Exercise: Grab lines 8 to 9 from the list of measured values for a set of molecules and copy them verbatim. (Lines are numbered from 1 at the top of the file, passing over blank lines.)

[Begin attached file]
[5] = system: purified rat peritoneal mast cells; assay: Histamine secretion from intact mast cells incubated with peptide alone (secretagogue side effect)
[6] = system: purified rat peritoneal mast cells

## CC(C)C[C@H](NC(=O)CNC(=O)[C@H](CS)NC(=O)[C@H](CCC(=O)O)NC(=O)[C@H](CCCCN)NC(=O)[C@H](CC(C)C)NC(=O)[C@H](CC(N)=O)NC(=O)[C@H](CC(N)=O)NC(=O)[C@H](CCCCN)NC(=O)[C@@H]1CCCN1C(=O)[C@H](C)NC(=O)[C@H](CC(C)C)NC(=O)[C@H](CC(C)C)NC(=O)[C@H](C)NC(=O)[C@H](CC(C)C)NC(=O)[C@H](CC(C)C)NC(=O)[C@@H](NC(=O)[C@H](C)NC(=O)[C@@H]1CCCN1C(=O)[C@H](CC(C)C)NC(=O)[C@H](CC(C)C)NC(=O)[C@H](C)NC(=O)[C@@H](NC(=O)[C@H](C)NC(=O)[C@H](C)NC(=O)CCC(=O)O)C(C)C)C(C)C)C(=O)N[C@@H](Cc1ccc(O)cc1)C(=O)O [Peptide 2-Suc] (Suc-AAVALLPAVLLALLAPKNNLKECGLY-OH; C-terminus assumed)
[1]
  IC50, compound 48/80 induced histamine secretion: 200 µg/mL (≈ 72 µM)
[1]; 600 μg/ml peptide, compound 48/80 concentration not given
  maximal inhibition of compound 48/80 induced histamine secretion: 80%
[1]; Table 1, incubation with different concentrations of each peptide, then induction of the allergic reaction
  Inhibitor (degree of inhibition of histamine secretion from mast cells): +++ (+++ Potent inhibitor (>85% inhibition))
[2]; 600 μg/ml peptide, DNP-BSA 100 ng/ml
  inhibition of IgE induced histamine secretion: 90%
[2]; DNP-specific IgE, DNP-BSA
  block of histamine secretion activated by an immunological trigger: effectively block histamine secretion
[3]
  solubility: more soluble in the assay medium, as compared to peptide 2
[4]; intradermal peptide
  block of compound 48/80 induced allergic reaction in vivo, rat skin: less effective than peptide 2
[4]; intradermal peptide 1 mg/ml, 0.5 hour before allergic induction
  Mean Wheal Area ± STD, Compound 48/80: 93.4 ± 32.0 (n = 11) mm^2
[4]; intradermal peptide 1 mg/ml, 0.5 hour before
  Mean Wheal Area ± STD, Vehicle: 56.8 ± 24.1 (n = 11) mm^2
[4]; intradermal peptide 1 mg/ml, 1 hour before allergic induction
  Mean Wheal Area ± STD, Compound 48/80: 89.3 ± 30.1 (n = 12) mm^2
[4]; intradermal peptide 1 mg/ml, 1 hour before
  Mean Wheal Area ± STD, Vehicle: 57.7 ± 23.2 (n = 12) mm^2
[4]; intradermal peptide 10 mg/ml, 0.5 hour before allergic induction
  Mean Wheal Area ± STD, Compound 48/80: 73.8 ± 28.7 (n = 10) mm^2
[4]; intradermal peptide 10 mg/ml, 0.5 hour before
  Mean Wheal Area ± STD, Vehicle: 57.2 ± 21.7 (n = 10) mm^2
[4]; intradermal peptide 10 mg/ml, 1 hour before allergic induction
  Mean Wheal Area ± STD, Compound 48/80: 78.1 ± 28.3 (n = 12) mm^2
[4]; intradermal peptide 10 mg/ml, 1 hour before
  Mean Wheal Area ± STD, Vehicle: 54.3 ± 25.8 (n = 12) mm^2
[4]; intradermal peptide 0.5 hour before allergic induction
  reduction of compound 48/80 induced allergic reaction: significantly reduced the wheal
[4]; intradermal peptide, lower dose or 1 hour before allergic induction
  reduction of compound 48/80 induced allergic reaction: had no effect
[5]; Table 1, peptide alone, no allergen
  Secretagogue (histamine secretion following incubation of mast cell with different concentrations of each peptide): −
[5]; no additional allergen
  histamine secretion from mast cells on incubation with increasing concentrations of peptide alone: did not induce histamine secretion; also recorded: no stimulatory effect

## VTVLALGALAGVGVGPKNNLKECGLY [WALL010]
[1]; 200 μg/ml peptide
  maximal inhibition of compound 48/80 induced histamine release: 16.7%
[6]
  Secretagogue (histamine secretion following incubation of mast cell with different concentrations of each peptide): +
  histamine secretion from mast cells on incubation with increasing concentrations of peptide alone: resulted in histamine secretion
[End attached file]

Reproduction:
[1]; Table 1, incubation with different concentrations of each peptide, then induction of the allergic reaction
  Inhibitor (degree of inhibition of histamine secretion from mast cells): +++ (+++ Potent inhibitor (>85% inhibition))